In Arizona, which has been at the forefront of the national immigration debate since the state enacted its toughest-in-the-nation immigration policy in 2010, Latino activists, politicians, immigrants and their families gathered in front of the state Capitol in Phoenix to praise the move toward comprehensive reform.
Surrounded by activists holding signs reading “not one more deportation,” speakers called on Congress to make family reunification and a path to citizenship the priority.
Jose Garcia Ramirez, an 11-year-old U.S. citizen, started crying at the podium as he spoke about his father, an undocumented immigrant who was arrested this week and is set to be deported tomorrow.
“I really want Obama not to deport him,” he said.
Speakers deplored the current immigration system, saying it tears families apart. U.S. Rep. Raul Grijalva, a Democrat from Tucson, called the issue “biggest moral cliff” facing the nation.
While he praised a bipartisan coalition of senators today for “breaking the ice” to discuss comprehensive immigration reform, he said he remains concerned about a focus on border security.
“Family unification needs to be a major part of the agenda,” Grijalva said.
Still, the principles outlined by the bipartisan group of eight senators is a good start, he said: “For us to be able now in an open way in Congress to debate the particulars of immigration reform — rather than not have a conversation at all — is, in itself, progress.”
Danny Ortega, a Phoenix civil rights attorney and past chair of the National Council of La Raza, said issues, such as determining when the border is secured, remain. Still, he said he thought the proposal put the nation on the right path.
“America through this legislation is beginning to reestablish its core values,” Ortega said after the press conference. The proposal “recognizes the contribution of immigrants and not only that but recognizes that we cannot survive economically without them.”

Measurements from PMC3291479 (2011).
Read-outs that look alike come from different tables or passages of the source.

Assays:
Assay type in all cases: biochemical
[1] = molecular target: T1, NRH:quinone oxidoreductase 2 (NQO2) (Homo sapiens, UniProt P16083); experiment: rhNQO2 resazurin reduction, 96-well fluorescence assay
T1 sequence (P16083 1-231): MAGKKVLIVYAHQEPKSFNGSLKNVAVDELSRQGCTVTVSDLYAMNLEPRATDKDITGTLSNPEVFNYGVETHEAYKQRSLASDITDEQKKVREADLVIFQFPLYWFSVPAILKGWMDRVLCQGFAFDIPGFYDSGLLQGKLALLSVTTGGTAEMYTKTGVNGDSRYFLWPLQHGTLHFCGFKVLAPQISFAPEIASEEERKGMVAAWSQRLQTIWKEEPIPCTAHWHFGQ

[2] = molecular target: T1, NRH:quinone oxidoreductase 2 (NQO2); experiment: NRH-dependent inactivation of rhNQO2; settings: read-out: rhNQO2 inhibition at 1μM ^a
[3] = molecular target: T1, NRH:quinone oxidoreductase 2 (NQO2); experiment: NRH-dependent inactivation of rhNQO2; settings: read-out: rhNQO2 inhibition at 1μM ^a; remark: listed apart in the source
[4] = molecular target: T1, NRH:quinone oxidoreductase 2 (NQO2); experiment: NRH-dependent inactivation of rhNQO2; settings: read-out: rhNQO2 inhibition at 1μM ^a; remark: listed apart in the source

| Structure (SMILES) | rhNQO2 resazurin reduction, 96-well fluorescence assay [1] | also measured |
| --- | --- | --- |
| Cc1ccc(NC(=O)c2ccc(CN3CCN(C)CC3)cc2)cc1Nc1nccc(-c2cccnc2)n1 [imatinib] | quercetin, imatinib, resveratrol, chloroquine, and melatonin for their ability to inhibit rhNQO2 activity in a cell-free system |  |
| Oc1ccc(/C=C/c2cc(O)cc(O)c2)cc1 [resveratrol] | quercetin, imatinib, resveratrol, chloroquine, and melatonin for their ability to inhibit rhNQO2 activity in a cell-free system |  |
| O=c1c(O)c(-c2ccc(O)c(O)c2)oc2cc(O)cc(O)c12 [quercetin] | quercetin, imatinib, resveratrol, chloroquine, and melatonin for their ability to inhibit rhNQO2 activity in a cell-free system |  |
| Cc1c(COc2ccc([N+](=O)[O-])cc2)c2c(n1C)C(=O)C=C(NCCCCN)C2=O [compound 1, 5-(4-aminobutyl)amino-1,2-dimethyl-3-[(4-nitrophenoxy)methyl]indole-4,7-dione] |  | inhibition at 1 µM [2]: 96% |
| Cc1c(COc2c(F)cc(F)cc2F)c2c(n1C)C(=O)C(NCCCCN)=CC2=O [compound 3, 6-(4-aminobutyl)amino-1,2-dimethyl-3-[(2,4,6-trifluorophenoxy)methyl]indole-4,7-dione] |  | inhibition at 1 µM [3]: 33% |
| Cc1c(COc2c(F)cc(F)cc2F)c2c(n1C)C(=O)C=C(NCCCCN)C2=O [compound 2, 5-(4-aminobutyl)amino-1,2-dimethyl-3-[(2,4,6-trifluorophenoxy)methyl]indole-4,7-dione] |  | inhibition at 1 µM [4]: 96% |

Daniel Rodriguez, 26, executive director of Somos America Coalition, a group of Phoenix-area community organizations advocating for immigrant rights, said Latino voters need to hold politicians accountable for making reform happen. “Congressional leaders have read the writing on the wall,” he said of the impact of Hispanics on the 2012 elections. “Latino voters have a check to cash in 2013.”
After the press conference, Rodriguez, a 26-year-old law student at Arizona State University who came to this country when he was 7 years old, said he remains concerned about the focus on border security. “My concern is we are going to have ever-changing guideposts on what is a secure border,” he said, adding that he believes deportations should stop as conversations move forward to provide a path to citizenship to undocumented immigrants now in the U.S.
About a dozen immigrants and supporters with the Promise Arizona activist group held an overnight prayer vigil beginning Sunday afternoon at the Capitol, sheltering themselves from the rain in a tent with a large crucifix and sculpture of the Virgin Mary. Participants said they prayed for immigration reform that keeps families together.
Jacqueline Garcia, 16, joined the vigil early Monday morning. The Phoenix high school student who was born in the U.S. knows first-hand the impact of deportations on families: she now goes to school on-line so she can work at Subway to support her ailing grandmother and younger brother. Her grandfather, the family’s breadwinner who had been in the country illegally for more than 20 years, was deported last year.
“It makes me happy they are trying to do something,” Garcia said of the congressional proposal. She said she hopes “to see other families not get separated — it hurts, I went through it. It gets really hard here, especially if the one deported was the one paying the bills.”
She said she wants President Barack Obama to listen to the stories of families like hers.
“We need help,” she said. “We need comprehensive immigration reform. It will help a lot of people and keep families together.”